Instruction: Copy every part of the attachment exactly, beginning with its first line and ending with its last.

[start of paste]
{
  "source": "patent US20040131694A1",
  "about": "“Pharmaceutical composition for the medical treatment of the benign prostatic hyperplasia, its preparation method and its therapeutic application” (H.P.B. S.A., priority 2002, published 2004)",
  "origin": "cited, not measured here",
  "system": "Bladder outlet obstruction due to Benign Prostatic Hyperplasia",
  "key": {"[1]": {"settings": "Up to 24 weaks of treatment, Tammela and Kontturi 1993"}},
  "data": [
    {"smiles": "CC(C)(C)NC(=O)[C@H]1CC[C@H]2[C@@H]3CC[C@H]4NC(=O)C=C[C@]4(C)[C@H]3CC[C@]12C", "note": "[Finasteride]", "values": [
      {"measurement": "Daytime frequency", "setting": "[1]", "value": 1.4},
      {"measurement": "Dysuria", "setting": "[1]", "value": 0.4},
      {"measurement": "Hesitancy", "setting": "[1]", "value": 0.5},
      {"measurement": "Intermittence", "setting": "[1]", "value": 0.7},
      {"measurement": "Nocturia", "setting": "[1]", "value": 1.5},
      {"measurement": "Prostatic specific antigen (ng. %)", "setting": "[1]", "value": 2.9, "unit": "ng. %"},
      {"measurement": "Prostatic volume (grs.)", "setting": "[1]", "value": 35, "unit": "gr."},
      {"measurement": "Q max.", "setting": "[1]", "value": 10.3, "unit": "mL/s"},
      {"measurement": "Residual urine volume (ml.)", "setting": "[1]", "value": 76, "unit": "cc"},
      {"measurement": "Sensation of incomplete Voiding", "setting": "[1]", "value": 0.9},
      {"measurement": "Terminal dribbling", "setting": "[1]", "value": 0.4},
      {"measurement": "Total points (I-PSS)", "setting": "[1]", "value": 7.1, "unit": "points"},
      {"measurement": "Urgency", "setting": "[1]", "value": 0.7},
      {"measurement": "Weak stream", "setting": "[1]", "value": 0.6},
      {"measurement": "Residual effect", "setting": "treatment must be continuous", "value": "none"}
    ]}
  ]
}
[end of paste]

{
  "source": "patent US20040131694A1",
  "about": "“Pharmaceutical composition for the medical treatment of the benign prostatic hyperplasia, its preparation method and its therapeutic application” (H.P.B. S.A., priority 2002, published 2004)",
  "origin": "cited, not measured here",
  "system": "Bladder outlet obstruction due to Benign Prostatic Hyperplasia",
  "key": {"[1]": {"settings": "Up to 24 weaks of treatment, Tammela and Kontturi 1993"}},
  "data": [
    {"smiles": "CC(C)(C)NC(=O)[C@H]1CC[C@H]2[C@@H]3CC[C@H]4NC(=O)C=C[C@]4(C)[C@H]3CC[C@]12C", "note": "[Finasteride]", "values": [
      {"measurement": "Daytime frequency", "setting": "[1]", "value": 1.4},
      {"measurement": "Dysuria", "setting": "[1]", "value": 0.4},
      {"measurement": "Hesitancy", "setting": "[1]", "value": 0.5},
      {"measurement": "Intermittence", "setting": "[1]", "value": 0.7},
      {"measurement": "Nocturia", "setting": "[1]", "value": 1.5},
      {"measurement": "Prostatic specific antigen (ng. %)", "setting": "[1]", "value": 2.9, "unit": "ng. %"},
      {"measurement": "Prostatic volume (grs.)", "setting": "[1]", "value": 35, "unit": "gr."},
      {"measurement": "Q max.", "setting": "[1]", "value": 10.3, "unit": "mL/s"},
      {"measurement": "Residual urine volume (ml.)", "setting": "[1]", "value": 76, "unit": "cc"},
      {"measurement": "Sensation of incomplete Voiding", "setting": "[1]", "value": 0.9},
      {"measurement": "Terminal dribbling", "setting": "[1]", "value": 0.4},
      {"measurement": "Total points (I-PSS)", "setting": "[1]", "value": 7.1, "unit": "points"},
      {"measurement": "Urgency", "setting": "[1]", "value": 0.7},
      {"measurement": "Weak stream", "setting": "[1]", "value": 0.6},
      {"measurement": "Residual effect", "setting": "treatment must be continuous", "value": "none"}
    ]}
  ]
}